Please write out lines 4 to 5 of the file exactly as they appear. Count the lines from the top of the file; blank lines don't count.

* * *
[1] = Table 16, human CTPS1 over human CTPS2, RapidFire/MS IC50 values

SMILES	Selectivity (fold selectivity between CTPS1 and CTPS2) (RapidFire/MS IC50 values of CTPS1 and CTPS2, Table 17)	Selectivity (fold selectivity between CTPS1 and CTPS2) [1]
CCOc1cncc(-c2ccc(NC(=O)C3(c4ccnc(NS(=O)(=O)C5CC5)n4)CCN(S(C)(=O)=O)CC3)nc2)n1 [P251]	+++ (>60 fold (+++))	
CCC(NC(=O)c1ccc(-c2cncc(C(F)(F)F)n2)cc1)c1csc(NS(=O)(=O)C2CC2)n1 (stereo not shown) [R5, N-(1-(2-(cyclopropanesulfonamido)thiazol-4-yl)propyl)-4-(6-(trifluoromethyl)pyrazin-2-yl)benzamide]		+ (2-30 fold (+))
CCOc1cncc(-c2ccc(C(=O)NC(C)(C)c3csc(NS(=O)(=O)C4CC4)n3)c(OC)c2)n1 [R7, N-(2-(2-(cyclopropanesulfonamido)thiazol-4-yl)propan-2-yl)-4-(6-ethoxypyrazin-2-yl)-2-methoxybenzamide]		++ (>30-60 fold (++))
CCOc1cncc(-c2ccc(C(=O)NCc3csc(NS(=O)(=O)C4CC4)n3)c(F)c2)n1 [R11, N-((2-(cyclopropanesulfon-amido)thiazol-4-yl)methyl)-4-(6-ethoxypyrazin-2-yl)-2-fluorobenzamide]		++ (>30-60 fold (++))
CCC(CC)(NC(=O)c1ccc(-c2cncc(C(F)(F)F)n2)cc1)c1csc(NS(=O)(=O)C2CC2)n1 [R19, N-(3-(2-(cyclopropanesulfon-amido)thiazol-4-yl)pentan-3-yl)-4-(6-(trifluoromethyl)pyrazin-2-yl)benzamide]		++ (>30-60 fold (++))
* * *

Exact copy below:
CCC(NC(=O)c1ccc(-c2cncc(C(F)(F)F)n2)cc1)c1csc(NS(=O)(=O)C2CC2)n1 (stereo not shown) [R5, N-(1-(2-(cyclopropanesulfonamido)thiazol-4-yl)propyl)-4-(6-(trifluoromethyl)pyrazin-2-yl)benzamide]		+ (2-30 fold (+))
CCOc1cncc(-c2ccc(C(=O)NC(C)(C)c3csc(NS(=O)(=O)C4CC4)n3)c(OC)c2)n1 [R7, N-(2-(2-(cyclopropanesulfonamido)thiazol-4-yl)propan-2-yl)-4-(6-ethoxypyrazin-2-yl)-2-methoxybenzamide]		++ (>30-60 fold (++))